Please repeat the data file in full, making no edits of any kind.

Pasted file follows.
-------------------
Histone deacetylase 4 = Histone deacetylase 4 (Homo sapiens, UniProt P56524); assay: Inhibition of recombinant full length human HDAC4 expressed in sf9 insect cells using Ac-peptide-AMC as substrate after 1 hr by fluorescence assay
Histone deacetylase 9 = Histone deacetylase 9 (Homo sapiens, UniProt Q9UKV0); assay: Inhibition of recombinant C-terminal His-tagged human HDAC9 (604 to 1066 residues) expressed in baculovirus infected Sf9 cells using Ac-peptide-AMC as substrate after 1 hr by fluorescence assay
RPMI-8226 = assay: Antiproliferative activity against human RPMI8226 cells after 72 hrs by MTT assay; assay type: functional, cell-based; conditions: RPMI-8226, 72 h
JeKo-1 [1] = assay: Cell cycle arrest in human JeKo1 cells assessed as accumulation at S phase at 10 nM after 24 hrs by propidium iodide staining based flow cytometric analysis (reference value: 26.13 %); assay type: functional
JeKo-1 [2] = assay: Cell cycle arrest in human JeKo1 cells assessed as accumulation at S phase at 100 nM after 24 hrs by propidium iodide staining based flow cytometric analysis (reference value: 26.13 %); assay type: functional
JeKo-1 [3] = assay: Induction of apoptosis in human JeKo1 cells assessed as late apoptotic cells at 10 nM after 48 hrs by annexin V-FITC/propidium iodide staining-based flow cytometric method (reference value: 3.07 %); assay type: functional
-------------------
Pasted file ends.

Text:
Histone deacetylase 4 = Histone deacetylase 4 (Homo sapiens, UniProt P56524); assay: Inhibition of recombinant full length human HDAC4 expressed in sf9 insect cells using Ac-peptide-AMC as substrate after 1 hr by fluorescence assay
Histone deacetylase 9 = Histone deacetylase 9 (Homo sapiens, UniProt Q9UKV0); assay: Inhibition of recombinant C-terminal His-tagged human HDAC9 (604 to 1066 residues) expressed in baculovirus infected Sf9 cells using Ac-peptide-AMC as substrate after 1 hr by fluorescence assay
RPMI-8226 = assay: Antiproliferative activity against human RPMI8226 cells after 72 hrs by MTT assay; assay type: functional, cell-based; conditions: RPMI-8226, 72 h
JeKo-1 [1] = assay: Cell cycle arrest in human JeKo1 cells assessed as accumulation at S phase at 10 nM after 24 hrs by propidium iodide staining based flow cytometric analysis (reference value: 26.13 %); assay type: functional
JeKo-1 [2] = assay: Cell cycle arrest in human JeKo1 cells assessed as accumulation at S phase at 100 nM after 24 hrs by propidium iodide staining based flow cytometric analysis (reference value: 26.13 %); assay type: functional
JeKo-1 [3] = assay: Induction of apoptosis in human JeKo1 cells assessed as late apoptotic cells at 10 nM after 48 hrs by annexin V-FITC/propidium iodide staining-based flow cytometric method (reference value: 3.07 %); assay type: functional